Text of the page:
blade that can slice through anything?

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Have any of your every heard of metal whiskers? They are sometimes formed between electrical wires on micro chips. They are perfectly formed crystals and the ones made of iron withstood 150 times as much force without bending as steel. Unfortunately they are very tiny but they would be great for the leading edge of the blade.
Ok, I know there hasn't been a post here for over a year, but I looked the thread over and there are a few things here that could stand some clarifying.

First, Japanese weaponry. Through various means (smelting technique, composite (different types of iron and steel) construction, and surface hardening (actually edge hardening)), traditional Japanese swords had a very hard and somewhat brittle edge integrally connected to a much softer and more flexible back. The thick back provided strength and suppleness, the hard edge could be polished to be extremely sharp and to retain that sharp edge for a long time between sharpenings. This produced a weapon that was well-suited for the demands of combat between foes wearing various types of segmented or laminar armor. The super sharp edge was also very effective against unarmored foes.

However, the secret to the cutting ability of this weapon is the edge. To the naked eye, it appears to be as smoothly polished as the flat of the blade. However, under a microscope, tiny nicks, breaks, and chips in the last micrometer of the edge can be observed. These had the effect of providing a "micro-serrated" edge. As any afficiando of these weapons is aware, they cut soft materials much better with a draw cut than with a straight chop. The micro-serrations effectively turn the edge into a sort of molecular saw. Not bad for technology developed several hundred years ago.

Most other ultra-hard materials mentioned in this thread (especially diamond) have the disadvantage of being very brittle. As the gentleman who handled professional grade ceramic knives in the kitchen mentioned, these have very sharp edges and cut very well, but cannot be handled carelessly lest they shatter. This is typical of all ceramic materials due to their fracture stress properties. Although diamond is not strictly speaking, a ceramic, it's extreme hardness allows it to behave as one. The problem with brittle blades, of course, is that when struck against a hard object, they have a high likelihood of breaking. This is especially true for any blade used as a hand-to-hand weapon against similar weapons. As we see, both the European and Oriental swordsmiths weren't stupid!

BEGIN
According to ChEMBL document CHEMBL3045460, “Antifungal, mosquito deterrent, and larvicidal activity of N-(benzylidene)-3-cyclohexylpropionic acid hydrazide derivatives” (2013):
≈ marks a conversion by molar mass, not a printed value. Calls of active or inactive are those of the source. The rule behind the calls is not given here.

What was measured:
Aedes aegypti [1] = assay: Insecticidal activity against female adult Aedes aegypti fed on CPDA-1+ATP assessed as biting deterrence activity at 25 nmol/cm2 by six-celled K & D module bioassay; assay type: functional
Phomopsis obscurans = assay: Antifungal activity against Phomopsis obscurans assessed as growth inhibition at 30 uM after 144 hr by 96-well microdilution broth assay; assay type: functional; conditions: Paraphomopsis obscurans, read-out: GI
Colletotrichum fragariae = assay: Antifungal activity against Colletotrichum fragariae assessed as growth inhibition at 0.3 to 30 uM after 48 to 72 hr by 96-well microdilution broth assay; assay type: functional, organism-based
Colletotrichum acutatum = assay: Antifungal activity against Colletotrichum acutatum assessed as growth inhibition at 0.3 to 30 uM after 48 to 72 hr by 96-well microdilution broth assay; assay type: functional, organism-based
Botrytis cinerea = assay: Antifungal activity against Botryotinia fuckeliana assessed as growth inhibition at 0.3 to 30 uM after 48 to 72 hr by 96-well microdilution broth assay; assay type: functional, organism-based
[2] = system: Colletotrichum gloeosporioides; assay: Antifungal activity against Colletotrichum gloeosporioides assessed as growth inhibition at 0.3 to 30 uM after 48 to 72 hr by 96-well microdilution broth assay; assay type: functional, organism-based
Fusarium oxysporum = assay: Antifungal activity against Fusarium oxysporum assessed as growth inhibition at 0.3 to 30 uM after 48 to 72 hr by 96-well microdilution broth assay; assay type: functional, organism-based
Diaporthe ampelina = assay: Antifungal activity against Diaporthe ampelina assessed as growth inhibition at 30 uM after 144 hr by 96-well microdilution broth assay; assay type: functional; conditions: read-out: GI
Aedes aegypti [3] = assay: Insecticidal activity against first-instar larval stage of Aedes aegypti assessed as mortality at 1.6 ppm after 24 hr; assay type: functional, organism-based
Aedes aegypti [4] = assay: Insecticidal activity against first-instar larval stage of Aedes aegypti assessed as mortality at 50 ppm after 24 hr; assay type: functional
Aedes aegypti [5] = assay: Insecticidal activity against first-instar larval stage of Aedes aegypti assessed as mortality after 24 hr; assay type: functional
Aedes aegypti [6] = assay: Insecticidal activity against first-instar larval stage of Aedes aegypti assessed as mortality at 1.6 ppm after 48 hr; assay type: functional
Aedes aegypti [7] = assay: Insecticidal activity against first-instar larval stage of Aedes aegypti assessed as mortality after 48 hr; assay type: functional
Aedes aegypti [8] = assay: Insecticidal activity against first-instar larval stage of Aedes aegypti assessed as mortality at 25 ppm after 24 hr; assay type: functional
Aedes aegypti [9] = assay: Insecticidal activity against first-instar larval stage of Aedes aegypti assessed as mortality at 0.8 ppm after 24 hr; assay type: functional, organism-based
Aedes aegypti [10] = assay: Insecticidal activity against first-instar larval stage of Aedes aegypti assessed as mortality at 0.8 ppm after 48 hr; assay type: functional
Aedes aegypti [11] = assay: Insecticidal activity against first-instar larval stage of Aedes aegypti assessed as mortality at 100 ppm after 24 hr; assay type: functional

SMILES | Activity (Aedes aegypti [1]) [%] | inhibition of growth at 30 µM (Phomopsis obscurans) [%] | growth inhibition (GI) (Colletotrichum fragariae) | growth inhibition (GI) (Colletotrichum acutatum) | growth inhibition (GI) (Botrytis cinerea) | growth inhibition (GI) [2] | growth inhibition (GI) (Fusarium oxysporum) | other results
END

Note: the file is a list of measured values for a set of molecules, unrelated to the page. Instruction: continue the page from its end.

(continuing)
One possibility seems to have been overlooked. There are several processes that can embed small pieces of diamond, of the scale of the "serrations" in the Japanese blades as described above, into softer materials. I should point out that the hardest steel imaginable is still much softer than diamond. With proper polishing, these bits of diamond would form a shape similar to the points of the teeth of a saw, with the softer metal between them wearing to form the voids between the saw teeth. I don't recall that anyone has every tried to create a practical cutting instrument using this technique. The technology is quite simple and available today, should anyone wish to try it.

Nanofiber technology is intriguing for the role of a cutting instrument, simply because a thinner edge is easier to push through a material than a thick one, and the maximum possible fineness of the edge is determined by materials properties. Nanofibers, which hold the potential for very high specific strengths, lend themselves to this. However, I feel some sort of serration must be introduced to the edge for the reasons pointed out above. It may be possible to eventually construct a blade composed mostly of nanofibers oriented in the long direction of the blade, but with a few "sawtooth" nanofibers or embedded diamond crystals "grown" in a direction perpendicular to the blade.